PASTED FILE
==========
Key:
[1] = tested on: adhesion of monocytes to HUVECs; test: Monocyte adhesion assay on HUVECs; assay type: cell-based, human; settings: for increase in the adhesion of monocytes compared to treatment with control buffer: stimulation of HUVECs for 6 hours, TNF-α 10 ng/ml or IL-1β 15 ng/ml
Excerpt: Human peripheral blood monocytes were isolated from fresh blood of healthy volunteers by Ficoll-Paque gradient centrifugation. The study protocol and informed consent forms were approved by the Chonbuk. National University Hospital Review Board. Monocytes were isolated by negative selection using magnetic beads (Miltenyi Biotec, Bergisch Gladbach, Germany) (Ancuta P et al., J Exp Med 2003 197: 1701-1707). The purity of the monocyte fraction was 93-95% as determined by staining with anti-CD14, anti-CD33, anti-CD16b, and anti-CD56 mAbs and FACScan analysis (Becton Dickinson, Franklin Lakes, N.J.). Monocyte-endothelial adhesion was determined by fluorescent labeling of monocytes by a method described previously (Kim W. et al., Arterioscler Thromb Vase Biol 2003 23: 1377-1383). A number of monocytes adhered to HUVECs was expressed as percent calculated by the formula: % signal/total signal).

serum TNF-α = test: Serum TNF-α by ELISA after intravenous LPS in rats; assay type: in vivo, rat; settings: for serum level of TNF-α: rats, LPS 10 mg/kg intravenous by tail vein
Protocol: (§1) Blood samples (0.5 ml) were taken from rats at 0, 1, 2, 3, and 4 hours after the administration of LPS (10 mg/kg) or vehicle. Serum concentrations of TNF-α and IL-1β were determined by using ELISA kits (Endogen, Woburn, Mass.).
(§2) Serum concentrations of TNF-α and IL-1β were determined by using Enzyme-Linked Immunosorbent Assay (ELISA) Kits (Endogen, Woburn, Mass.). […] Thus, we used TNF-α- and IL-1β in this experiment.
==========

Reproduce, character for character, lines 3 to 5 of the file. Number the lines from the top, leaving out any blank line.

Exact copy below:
Excerpt: Human peripheral blood monocytes were isolated from fresh blood of healthy volunteers by Ficoll-Paque gradient centrifugation. The study protocol and informed consent forms were approved by the Chonbuk. National University Hospital Review Board. Monocytes were isolated by negative selection using magnetic beads (Miltenyi Biotec, Bergisch Gladbach, Germany) (Ancuta P et al., J Exp Med 2003 197: 1701-1707). The purity of the monocyte fraction was 93-95% as determined by staining with anti-CD14, anti-CD33, anti-CD16b, and anti-CD56 mAbs and FACScan analysis (Becton Dickinson, Franklin Lakes, N.J.). Monocyte-endothelial adhesion was determined by fluorescent labeling of monocytes by a method described previously (Kim W. et al., Arterioscler Thromb Vase Biol 2003 23: 1377-1383). A number of monocytes adhered to HUVECs was expressed as percent calculated by the formula: % signal/total signal).

serum TNF-α = test: Serum TNF-α by ELISA after intravenous LPS in rats; assay type: in vivo, rat; settings: for serum level of TNF-α: rats, LPS 10 mg/kg intravenous by tail vein
Protocol: (§1) Blood samples (0.5 ml) were taken from rats at 0, 1, 2, 3, and 4 hours after the administration of LPS (10 mg/kg) or vehicle. Serum concentrations of TNF-α and IL-1β were determined by using ELISA kits (Endogen, Woburn, Mass.).